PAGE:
Gene Therapy Around the Corner for Amyotrophic Lateral Sclerosis

CRSPR-Cas9 technology observed to increase lifespan in mice models of ALS.

For the first time, researchers used CRISPR-Cas9 gene editing technology in mice models to inhibit a gene that causes amyotrophic lateral sclerosis (ALS), according to a study published by Science Advances. This approach increased the lifespan of mice by 25% and may provide benefits to humans with ALS, according to the study.

Notably, the experimental gene therapy slowed the onset of muscle wasting associated with ALS, which can progress and become fatal. Although the genetic causes of ALS are not always known, all patients experience premature death of motor neurons and eventual loss of muscle control.

“Being able to rescue motor neurons and motor neuron control over muscle function, especially the diaphragm, is critically important to being able to not only save patients, but also maintain their quality of life,” said senior author David Schaffer, FRCP, FRCPsych.

In the study, mice were engineered to express a mutated gene that causes 20% of inherited cases of ALS. The authors used a virus that selectively seeks out motor neurons in the spinal cord to deliver a gene that encodes the Cas9 protein into the nucleus.

When the virus reached the nucleus, the Cas9 protein disabled the ALS-causing gene, according to the study. Specifically, Cas9 was engineered to cut out the mutated SOD1 gene.

The authors found that the gene therapy delayed the onset of ALS by nearly 5 weeks. Mice treated with gene therapy also lived a month longer than the typical 4-month life of a mouse with ALS, according to the study.

At death, surviving motor neurons in the mice were those that contained the Cas9 protein. This finding suggests that the protein may have protected motor neurons from death.

“The treatment did not make the ALS mice normal and it is not yet a cure,” Dr Schaffer said. “But based upon what I think is a really strong proof of concept, CRISPR-Cas9 could be a therapeutic molecule for ALS. When we do additional optimization of the delivery to get CRISPR-Cas9 into an even higher percentage of cells, we think we are going to see even better increases in lifespan.”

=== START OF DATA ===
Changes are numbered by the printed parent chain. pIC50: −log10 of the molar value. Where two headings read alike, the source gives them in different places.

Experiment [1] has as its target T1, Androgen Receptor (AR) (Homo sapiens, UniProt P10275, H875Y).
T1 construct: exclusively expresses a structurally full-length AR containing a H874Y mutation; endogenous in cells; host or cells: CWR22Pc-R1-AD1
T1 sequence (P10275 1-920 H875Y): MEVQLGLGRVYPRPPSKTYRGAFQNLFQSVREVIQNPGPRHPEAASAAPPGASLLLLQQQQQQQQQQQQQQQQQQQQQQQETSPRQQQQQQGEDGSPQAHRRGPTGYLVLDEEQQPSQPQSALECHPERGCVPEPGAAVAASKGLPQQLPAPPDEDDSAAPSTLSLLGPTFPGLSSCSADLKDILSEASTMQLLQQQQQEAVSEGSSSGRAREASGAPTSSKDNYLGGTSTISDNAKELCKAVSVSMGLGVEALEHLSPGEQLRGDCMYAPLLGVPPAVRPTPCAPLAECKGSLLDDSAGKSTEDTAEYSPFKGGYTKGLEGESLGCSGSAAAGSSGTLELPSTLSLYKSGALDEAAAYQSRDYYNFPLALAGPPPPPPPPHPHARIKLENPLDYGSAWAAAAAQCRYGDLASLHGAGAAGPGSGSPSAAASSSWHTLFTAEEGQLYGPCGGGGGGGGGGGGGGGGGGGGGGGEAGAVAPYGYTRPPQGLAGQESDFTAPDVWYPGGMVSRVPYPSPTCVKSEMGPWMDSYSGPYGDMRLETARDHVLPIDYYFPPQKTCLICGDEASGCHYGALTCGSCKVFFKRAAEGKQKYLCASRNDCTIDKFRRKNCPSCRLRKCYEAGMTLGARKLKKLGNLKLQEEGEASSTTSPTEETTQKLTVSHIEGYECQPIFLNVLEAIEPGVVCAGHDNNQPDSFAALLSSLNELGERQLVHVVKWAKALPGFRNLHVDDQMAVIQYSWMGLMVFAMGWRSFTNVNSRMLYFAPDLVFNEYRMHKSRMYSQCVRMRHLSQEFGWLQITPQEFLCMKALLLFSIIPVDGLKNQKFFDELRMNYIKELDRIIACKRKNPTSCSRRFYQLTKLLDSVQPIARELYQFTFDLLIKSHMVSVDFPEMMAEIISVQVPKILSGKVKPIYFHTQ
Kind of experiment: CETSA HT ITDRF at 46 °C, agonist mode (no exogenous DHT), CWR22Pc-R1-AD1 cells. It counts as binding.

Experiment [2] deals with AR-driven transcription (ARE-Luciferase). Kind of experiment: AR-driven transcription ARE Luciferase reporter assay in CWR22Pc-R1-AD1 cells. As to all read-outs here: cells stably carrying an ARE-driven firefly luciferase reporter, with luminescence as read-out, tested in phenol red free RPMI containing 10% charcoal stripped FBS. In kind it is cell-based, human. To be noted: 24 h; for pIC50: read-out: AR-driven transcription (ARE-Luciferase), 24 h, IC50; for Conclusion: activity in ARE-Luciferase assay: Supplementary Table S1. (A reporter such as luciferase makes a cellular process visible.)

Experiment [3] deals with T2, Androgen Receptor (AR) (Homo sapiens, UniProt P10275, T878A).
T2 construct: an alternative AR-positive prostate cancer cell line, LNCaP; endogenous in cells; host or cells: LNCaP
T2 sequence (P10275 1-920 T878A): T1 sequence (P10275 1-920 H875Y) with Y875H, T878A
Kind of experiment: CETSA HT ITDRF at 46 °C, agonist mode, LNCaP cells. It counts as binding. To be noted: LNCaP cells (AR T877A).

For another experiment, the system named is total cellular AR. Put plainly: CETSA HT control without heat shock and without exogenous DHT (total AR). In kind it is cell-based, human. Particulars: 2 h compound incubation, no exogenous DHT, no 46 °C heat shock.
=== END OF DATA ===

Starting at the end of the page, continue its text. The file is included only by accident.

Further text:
A significant challenge to developing a gene therapy that can cure ALS is knocking out the mutation in brain and spinal cord cells that support motor neurons, according to the study.

The authors are now developing a highly modified adeno-associated virus (AAV) that can deliver Cas9 to astrocytes and oligodendrocytes, which may affect neighboring cells.

“I tend to be really cautious, but in this case, I would be quite optimistic that if we are able to eliminate SOD1 within not just the neurons but also the astrocytes and supporting glia, I think we are going to see really long extensions of lifespan,” Dr Schaffer said.

The team is also developing a self-destruct switch for Cas9 so that once it deletes SOD1, the protein does not alter other genes, according to the study.

“We have engineered new AAV vehicles that are capable of high-efficiency delivery to a number of cell and tissue targets in the body, and when CRISPR-Cas9 came along, we viewed it as a wonderful opportunity to put together this incredibly powerful cargo with the ability to carry that cargo to a number of cells and disease targets in vivo,” he said.